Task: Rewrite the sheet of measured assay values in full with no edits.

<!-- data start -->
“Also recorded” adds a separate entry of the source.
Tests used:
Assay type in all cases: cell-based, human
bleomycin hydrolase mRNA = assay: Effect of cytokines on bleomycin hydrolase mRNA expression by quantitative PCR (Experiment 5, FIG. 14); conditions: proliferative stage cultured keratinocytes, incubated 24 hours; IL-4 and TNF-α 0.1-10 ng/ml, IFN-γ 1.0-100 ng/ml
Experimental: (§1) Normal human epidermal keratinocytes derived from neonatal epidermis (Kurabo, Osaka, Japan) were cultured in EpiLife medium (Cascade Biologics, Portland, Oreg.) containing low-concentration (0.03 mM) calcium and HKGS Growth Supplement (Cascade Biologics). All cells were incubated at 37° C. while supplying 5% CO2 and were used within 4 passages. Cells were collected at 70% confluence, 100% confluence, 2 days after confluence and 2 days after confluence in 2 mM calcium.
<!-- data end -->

“Also recorded” adds a separate entry of the source.
Tests used:
Assay type in all cases: cell-based, human
bleomycin hydrolase mRNA = assay: Effect of cytokines on bleomycin hydrolase mRNA expression by quantitative PCR (Experiment 5, FIG. 14); conditions: proliferative stage cultured keratinocytes, incubated 24 hours; IL-4 and TNF-α 0.1-10 ng/ml, IFN-γ 1.0-100 ng/ml
Experimental: (§1) Normal human epidermal keratinocytes derived from neonatal epidermis (Kurabo, Osaka, Japan) were cultured in EpiLife medium (Cascade Biologics, Portland, Oreg.) containing low-concentration (0.03 mM) calcium and HKGS Growth Supplement (Cascade Biologics). All cells were incubated at 37° C. while supplying 5% CO2 and were used within 4 passages. Cells were collected at 70% confluence, 100% confluence, 2 days after confluence and 2 days after confluence in 2 mM calcium.